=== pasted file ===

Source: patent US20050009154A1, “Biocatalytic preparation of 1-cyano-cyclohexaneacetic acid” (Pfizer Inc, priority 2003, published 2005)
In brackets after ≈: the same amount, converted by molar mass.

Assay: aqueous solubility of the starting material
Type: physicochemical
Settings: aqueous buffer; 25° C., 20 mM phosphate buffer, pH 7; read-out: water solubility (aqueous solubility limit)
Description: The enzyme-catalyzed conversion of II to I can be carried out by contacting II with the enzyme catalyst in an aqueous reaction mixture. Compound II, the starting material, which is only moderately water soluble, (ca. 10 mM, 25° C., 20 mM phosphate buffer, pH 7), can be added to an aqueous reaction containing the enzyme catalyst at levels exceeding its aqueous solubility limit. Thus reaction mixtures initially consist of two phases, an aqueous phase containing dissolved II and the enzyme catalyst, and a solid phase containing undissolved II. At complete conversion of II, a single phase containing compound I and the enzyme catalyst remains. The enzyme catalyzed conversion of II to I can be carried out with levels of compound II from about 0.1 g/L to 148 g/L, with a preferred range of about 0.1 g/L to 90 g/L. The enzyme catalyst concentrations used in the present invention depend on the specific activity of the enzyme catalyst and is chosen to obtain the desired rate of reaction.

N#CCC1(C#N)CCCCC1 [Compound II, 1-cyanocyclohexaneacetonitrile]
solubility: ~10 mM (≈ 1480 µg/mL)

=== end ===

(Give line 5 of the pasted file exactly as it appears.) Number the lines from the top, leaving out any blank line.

Settings: aqueous buffer; 25° C., 20 mM phosphate buffer, pH 7; read-out: water solubility (aqueous solubility limit)